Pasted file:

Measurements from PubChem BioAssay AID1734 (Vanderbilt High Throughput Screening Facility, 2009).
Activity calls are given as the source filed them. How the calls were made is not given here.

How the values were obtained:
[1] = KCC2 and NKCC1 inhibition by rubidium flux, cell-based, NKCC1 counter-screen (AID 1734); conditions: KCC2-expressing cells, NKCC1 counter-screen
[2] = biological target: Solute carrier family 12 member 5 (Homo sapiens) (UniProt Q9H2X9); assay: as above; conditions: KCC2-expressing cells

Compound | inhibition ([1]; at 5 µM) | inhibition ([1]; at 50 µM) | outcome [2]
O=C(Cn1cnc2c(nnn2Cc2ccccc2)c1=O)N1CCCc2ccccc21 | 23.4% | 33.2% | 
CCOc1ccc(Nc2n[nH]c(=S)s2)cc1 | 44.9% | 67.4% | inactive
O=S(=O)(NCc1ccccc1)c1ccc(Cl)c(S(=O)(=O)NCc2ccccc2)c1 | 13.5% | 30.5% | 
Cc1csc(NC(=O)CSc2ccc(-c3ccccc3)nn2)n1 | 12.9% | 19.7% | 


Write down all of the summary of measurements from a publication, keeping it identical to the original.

Measurements from PubChem BioAssay AID1734 (Vanderbilt High Throughput Screening Facility, 2009).
Activity calls are given as the source filed them. How the calls were made is not given here.

How the values were obtained:
[1] = KCC2 and NKCC1 inhibition by rubidium flux, cell-based, NKCC1 counter-screen (AID 1734); conditions: KCC2-expressing cells, NKCC1 counter-screen
[2] = biological target: Solute carrier family 12 member 5 (Homo sapiens) (UniProt Q9H2X9); assay: as above; conditions: KCC2-expressing cells

Compound | inhibition ([1]; at 5 µM) | inhibition ([1]; at 50 µM) | outcome [2]
O=C(Cn1cnc2c(nnn2Cc2ccccc2)c1=O)N1CCCc2ccccc21 | 23.4% | 33.2% | 
CCOc1ccc(Nc2n[nH]c(=S)s2)cc1 | 44.9% | 67.4% | inactive
O=S(=O)(NCc1ccccc1)c1ccc(Cl)c(S(=O)(=O)NCc2ccccc2)c1 | 13.5% | 30.5% | 
Cc1csc(NC(=O)CSc2ccc(-c3ccccc3)nn2)n1 | 12.9% | 19.7% | 